Figure number    Frame number             Altitude, km      Sun elevation, deg     Camera tilt angle                         focal length mm   
  117                     AS15-9287                      107                   41                                   Aft                        P                   610                            3414           PF 


And here is a link to the photo strip AS15-9287  http://www.lpi.usra.edu/resources/apollo/frame/?AS15-P-9287  The posted lat and long: "Latitude / Longitude:    22.5° N / 34° E"   The issue for me is that the Apollo 15 photo strip seems to be covering quite large swath of lunar surface and the crater photograph we are looking at must be a small formation on the photo strip somewhere ::)

Once you are at the site above, go to the lunar atlas to view the photo strip locations. I believe AS159287 was taken in the location shown below between 9280 and 9290. The photo strips have a stereo pair.  Of course nothing is easy and I noticed (not shown) that the longitude is marked as East and not West at the top of the map.  Getting well over my head trying to sort this mess out.




Are we in the same playing field?  It kind of looks like we may not looking at the same crater if I am reading the LROC photo strip correctly:  "Sub spacecraft latitude 7.92  Sub spacecraft longitude 302.47"   

« Last Edit: November 12, 2010, 10:37:08 pm by Tom128 »

astrostu

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Re: Crater matching - Apollo 15 v LROC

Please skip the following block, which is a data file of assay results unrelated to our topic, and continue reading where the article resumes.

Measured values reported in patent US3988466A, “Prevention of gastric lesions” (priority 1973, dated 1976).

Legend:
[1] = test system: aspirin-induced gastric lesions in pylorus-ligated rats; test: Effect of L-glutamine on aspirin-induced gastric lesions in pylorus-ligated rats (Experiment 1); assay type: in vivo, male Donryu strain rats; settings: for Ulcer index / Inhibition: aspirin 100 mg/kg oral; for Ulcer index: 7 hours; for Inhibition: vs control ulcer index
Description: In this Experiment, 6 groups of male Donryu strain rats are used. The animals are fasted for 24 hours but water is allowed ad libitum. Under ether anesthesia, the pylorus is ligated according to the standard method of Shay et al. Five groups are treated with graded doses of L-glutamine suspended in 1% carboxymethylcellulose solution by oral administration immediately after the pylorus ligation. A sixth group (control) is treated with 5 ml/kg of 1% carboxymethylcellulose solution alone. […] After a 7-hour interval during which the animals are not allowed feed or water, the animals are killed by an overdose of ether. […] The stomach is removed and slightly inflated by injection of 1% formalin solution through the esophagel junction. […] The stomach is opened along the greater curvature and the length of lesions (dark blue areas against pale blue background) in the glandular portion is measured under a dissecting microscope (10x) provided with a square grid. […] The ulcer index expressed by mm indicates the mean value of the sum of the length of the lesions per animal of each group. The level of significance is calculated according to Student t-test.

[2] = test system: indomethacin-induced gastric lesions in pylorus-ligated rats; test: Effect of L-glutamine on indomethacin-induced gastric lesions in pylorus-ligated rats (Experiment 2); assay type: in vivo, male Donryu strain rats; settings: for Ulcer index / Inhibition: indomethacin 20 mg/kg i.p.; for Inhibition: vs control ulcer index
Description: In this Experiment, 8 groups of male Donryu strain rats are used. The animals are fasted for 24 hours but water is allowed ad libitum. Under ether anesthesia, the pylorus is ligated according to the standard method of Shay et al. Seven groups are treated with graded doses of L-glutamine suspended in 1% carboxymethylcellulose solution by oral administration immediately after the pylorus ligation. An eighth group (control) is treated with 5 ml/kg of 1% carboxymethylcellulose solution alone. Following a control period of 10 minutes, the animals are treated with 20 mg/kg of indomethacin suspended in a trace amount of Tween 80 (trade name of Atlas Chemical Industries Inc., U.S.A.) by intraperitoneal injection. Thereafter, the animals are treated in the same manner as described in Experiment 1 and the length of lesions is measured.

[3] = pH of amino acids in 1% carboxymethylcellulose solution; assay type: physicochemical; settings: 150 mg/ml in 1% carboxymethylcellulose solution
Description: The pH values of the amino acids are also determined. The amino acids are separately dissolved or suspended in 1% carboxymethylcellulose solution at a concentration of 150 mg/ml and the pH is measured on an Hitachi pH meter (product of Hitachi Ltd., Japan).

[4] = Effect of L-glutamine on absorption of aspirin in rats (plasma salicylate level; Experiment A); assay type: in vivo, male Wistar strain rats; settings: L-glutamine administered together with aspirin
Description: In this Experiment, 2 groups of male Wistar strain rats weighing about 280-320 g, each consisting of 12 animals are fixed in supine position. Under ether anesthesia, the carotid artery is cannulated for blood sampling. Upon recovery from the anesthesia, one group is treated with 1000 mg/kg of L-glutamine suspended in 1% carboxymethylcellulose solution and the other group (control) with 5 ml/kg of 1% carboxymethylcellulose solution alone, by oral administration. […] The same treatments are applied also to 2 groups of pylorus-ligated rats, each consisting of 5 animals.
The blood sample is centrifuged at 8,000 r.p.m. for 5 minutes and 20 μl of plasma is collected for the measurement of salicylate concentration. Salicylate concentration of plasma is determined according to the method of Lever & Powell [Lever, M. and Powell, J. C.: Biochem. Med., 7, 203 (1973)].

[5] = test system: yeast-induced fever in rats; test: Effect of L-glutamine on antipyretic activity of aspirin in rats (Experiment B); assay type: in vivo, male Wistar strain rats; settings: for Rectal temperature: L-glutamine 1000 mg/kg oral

« Reply #11 on: November 08, 2010, 01:13:55 am »
Tom, I don't see the crater on the rim of the Apollo one.  I see a boulder.  The shadows appear to me to go opposite to the shadow of the main crater, indicating a positive relief.

jules

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Re: Crater matching - Apollo 15 v LROC
« Reply #12 on: November 08, 2010, 12:05:42 pm »
Hi all,
I found and used the hi res Apollo pic in the comparison I posted above Tom:
Well I had a go in the hope I would be able to detect some changes but I don't think there are any. It's an example of just how good the LRO photos are though.

Spent some time trying to match boulders / craters in a widefield view yesterday with no luck at all and I was beginning to doubt that they were in fact the same crater. The boulder free centres do share many similarities though so I'd hate to be hasty in discarding the possibility just yet. Appreciate your comments Stu. We need more evidence!

jules

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Re: Crater matching - Apollo 15 v LROC
« Reply #13 on: November 08, 2010, 12:38:03 pm »
OK - the Apollo Image Atlas strip concentrates on the Taurus Mts - different bit of the Moon from Gamma Reiner where the LROC image is from (7.5°N 59.0°W) Different craters then!

So....the next challenge is to find the LROC version of the Apollo 15 crater!

jules

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Re: Crater matching - Apollo 15 v LROC
« Reply #14 on: November 08, 2010, 01:02:50 pm »
And that would be this one. M126704350RE

Only half the crater available but it does match up! (Image is flipped.)